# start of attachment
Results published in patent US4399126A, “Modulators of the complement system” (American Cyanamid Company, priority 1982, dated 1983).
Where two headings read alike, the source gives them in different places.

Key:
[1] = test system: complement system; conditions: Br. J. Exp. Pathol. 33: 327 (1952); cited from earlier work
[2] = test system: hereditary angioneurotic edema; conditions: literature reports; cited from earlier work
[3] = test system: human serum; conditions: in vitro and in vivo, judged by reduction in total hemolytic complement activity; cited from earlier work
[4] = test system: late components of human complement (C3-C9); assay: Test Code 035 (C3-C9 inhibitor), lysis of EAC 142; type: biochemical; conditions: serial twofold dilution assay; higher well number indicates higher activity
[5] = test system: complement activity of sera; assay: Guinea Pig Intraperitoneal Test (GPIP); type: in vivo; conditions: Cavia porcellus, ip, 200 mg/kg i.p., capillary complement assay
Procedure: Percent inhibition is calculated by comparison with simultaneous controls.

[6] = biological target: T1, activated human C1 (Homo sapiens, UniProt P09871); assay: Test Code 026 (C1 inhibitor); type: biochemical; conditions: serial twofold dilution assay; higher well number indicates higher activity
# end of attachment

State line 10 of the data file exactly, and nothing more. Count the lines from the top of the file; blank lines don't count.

[6] = biological target: T1, activated human C1 (Homo sapiens, UniProt P09871); assay: Test Code 026 (C1 inhibitor); type: biochemical; conditions: serial twofold dilution assay; higher well number indicates higher activity